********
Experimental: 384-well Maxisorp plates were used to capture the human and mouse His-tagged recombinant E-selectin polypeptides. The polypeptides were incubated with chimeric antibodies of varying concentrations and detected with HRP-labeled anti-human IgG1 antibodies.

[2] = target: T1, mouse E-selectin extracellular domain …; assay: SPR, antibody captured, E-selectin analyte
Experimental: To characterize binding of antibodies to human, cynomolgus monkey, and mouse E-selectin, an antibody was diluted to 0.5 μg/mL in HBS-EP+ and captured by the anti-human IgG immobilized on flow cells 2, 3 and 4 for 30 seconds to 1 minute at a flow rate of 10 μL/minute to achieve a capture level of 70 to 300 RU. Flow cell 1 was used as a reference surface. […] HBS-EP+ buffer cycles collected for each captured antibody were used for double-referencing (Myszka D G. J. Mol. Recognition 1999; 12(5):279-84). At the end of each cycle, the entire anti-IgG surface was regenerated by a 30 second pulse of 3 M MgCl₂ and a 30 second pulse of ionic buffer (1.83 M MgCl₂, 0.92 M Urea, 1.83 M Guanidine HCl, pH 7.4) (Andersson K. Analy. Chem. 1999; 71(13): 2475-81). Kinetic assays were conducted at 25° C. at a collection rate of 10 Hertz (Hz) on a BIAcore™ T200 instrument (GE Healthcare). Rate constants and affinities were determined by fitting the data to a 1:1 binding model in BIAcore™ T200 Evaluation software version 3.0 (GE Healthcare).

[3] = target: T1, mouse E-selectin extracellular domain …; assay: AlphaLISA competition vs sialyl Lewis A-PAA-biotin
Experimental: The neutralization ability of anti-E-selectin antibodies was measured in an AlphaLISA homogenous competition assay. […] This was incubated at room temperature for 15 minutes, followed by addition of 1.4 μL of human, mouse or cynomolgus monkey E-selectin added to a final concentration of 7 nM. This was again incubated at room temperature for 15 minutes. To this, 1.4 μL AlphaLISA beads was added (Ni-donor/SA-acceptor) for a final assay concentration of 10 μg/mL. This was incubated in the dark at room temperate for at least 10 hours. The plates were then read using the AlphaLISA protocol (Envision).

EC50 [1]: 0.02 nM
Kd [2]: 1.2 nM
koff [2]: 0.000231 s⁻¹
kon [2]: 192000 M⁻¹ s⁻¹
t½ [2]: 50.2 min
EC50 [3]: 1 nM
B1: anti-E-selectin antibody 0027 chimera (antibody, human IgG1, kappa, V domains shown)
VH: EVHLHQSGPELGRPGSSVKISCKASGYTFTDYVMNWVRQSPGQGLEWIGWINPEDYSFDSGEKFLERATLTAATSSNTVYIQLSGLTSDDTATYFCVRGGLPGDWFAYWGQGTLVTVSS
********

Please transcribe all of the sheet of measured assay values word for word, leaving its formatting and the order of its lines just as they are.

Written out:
Experimental: 384-well Maxisorp plates were used to capture the human and mouse His-tagged recombinant E-selectin polypeptides. The polypeptides were incubated with chimeric antibodies of varying concentrations and detected with HRP-labeled anti-human IgG1 antibodies.

[2] = target: T1, mouse E-selectin extracellular domain …; assay: SPR, antibody captured, E-selectin analyte
Experimental: To characterize binding of antibodies to human, cynomolgus monkey, and mouse E-selectin, an antibody was diluted to 0.5 μg/mL in HBS-EP+ and captured by the anti-human IgG immobilized on flow cells 2, 3 and 4 for 30 seconds to 1 minute at a flow rate of 10 μL/minute to achieve a capture level of 70 to 300 RU. Flow cell 1 was used as a reference surface. […] HBS-EP+ buffer cycles collected for each captured antibody were used for double-referencing (Myszka D G. J. Mol. Recognition 1999; 12(5):279-84). At the end of each cycle, the entire anti-IgG surface was regenerated by a 30 second pulse of 3 M MgCl₂ and a 30 second pulse of ionic buffer (1.83 M MgCl₂, 0.92 M Urea, 1.83 M Guanidine HCl, pH 7.4) (Andersson K. Analy. Chem. 1999; 71(13): 2475-81). Kinetic assays were conducted at 25° C. at a collection rate of 10 Hertz (Hz) on a BIAcore™ T200 instrument (GE Healthcare). Rate constants and affinities were determined by fitting the data to a 1:1 binding model in BIAcore™ T200 Evaluation software version 3.0 (GE Healthcare).

[3] = target: T1, mouse E-selectin extracellular domain …; assay: AlphaLISA competition vs sialyl Lewis A-PAA-biotin
Experimental: The neutralization ability of anti-E-selectin antibodies was measured in an AlphaLISA homogenous competition assay. […] This was incubated at room temperature for 15 minutes, followed by addition of 1.4 μL of human, mouse or cynomolgus monkey E-selectin added to a final concentration of 7 nM. This was again incubated at room temperature for 15 minutes. To this, 1.4 μL AlphaLISA beads was added (Ni-donor/SA-acceptor) for a final assay concentration of 10 μg/mL. This was incubated in the dark at room temperate for at least 10 hours. The plates were then read using the AlphaLISA protocol (Envision).

EC50 [1]: 0.02 nM
Kd [2]: 1.2 nM
koff [2]: 0.000231 s⁻¹
kon [2]: 192000 M⁻¹ s⁻¹
t½ [2]: 50.2 min
EC50 [3]: 1 nM
B1: anti-E-selectin antibody 0027 chimera (antibody, human IgG1, kappa, V domains shown)
VH: EVHLHQSGPELGRPGSSVKISCKASGYTFTDYVMNWVRQSPGQGLEWIGWINPEDYSFDSGEKFLERATLTAATSSNTVYIQLSGLTSDDTATYFCVRGGLPGDWFAYWGQGTLVTVSS